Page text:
I believe that these future leaders aren’t, in fact, ushering in a new era of “not seeing Jews as a people,” but, sadly, are missing a profoundly critical piece in their education. Timeless Jewish wisdom teaches us that souls come into this world as members of the Jewish people for a reason and that being part of this tribe comes with responsibility. Compassion and empathy must begin at home, within our family, before we can feel it for others.
What will your response be to the outrageous growth of anti-Semitism around the world—to the violence being perpetrated regularly against Jews just because they are Jews, whether they live in the United States or elsewhere? Where is your “public letter” and emotional outcry?
This month, two inmates in an Illinois prison were indicted for murdering a fellow inmate because he was Jewish. I did not see a single solitary use of this newfound voice as future leaders condemning this atrocity, or asking for an examination of why such incidents are becoming more prevalent.
It is laudable to learn Jewish wisdom and commit to a life of Jewish leadership. When you choose such a responsible platform and a life of leading and influencing others, however, how do you think God wants you to maximize that role?
Rabbi Biermacher’s seven children are now between 8 and 26 years old. They don’t care much about anyone’s political affiliation. They know that a criminal took away their right to be raised with a father, and they would appreciate knowing that their fellow Jews around the world are also bothered by that.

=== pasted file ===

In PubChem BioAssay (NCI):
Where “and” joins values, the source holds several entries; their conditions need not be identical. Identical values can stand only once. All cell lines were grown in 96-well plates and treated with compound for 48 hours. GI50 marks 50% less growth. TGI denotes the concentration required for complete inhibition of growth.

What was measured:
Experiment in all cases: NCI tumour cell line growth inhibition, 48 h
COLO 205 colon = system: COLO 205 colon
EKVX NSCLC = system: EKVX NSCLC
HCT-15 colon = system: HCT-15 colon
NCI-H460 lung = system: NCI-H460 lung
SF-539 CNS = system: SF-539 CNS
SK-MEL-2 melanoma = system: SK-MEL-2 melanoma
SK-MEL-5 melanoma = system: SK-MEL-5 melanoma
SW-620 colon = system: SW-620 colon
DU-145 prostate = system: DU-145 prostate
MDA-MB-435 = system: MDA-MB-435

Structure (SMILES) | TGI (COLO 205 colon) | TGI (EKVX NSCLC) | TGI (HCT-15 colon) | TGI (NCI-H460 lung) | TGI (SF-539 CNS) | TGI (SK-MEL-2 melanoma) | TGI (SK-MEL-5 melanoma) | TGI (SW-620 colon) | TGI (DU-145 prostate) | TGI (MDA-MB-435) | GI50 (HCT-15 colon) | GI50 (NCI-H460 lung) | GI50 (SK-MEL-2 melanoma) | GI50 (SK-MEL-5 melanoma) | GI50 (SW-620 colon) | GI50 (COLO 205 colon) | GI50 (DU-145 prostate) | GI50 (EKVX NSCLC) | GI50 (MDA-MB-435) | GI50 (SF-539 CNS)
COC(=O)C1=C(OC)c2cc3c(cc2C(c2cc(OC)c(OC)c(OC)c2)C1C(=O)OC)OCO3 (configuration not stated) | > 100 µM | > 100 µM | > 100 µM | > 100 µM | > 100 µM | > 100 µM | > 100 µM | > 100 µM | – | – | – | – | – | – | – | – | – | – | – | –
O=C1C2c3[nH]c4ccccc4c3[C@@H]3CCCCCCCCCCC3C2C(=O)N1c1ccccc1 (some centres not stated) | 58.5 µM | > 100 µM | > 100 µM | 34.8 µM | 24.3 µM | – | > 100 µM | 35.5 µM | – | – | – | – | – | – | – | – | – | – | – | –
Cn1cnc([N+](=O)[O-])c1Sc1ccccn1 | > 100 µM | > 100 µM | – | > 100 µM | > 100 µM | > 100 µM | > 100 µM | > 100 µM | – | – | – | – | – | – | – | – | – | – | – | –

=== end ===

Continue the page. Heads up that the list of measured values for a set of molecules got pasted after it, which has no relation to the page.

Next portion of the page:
They would still love to hear your outcry, public and private, as would the other families in Israel and around the world suffering from anti-Semitism, unprovoked attacks, broken families, orphaned children and unadulterated hate. It is getting worse, and we desperately need each other to respond to these tragedies by coming together, with sympathy, compassion, appropriate outrage, and yes, calls for change.
I hope that all 93 students are able to incorporate a profound love of Torah and the Jewish people, and are inspired to use the mantle of leadership to take care of their Jewish family, one they are privileged to be a part of.
I call on the rest of us to stand up for our own when tragedy strikes, to raise our voices more loudly and more often, privately and publicly, so that we can remind our misguided “activist” students what true leadership looks like, and what being part of the family really means.
Rabbi Steven Burg is the CEO of Aish and also serves on the board of governors of the Jewish Agency.